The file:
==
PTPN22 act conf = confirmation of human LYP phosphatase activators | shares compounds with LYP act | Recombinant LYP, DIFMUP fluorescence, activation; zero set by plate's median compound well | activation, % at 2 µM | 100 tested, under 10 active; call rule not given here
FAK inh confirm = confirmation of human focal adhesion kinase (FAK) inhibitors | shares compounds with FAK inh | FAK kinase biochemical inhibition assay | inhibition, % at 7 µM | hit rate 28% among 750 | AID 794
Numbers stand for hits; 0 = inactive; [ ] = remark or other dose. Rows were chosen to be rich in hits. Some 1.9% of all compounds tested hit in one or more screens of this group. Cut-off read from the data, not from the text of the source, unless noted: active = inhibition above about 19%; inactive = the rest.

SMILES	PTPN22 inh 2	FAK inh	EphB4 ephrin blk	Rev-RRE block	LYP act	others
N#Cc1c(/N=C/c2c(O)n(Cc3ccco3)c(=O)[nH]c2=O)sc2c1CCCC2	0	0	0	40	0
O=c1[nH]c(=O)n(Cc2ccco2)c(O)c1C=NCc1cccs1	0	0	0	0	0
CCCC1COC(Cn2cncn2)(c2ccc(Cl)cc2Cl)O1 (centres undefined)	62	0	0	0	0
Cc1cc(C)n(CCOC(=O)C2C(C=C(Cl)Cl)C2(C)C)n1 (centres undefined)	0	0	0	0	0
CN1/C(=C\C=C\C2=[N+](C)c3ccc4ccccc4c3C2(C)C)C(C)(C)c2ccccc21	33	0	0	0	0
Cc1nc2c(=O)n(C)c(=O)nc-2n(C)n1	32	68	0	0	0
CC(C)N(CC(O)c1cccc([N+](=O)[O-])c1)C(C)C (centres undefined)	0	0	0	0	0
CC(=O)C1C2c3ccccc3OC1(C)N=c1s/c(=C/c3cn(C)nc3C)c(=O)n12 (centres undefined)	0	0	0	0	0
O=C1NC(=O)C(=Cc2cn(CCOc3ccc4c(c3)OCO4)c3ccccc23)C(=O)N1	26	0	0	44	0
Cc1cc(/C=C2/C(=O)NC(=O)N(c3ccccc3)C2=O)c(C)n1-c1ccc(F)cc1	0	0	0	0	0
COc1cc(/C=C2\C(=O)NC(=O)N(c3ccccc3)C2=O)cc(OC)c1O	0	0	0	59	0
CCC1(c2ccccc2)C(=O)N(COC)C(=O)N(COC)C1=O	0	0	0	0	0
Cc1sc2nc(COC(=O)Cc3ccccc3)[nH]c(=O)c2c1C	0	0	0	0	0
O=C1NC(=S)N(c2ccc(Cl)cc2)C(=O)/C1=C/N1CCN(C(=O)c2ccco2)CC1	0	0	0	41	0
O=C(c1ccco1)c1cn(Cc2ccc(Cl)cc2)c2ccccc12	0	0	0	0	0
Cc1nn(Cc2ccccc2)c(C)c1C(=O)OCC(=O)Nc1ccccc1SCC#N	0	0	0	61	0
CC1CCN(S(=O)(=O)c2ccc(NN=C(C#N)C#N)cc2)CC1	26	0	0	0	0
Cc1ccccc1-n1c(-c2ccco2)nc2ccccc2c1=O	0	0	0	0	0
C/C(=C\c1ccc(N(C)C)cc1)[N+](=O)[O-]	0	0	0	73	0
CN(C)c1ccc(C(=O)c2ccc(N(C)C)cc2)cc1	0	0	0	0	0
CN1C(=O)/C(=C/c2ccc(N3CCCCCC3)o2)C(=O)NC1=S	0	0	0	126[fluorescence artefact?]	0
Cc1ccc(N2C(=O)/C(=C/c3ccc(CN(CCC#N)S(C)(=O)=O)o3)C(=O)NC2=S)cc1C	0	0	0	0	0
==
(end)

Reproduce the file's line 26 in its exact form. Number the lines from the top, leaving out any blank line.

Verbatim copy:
Cc1ccc(N2C(=O)/C(=C/c3ccc(CN(CCC#N)S(C)(=O)=O)o3)C(=O)NC2=S)cc1C	0	0	0	0	0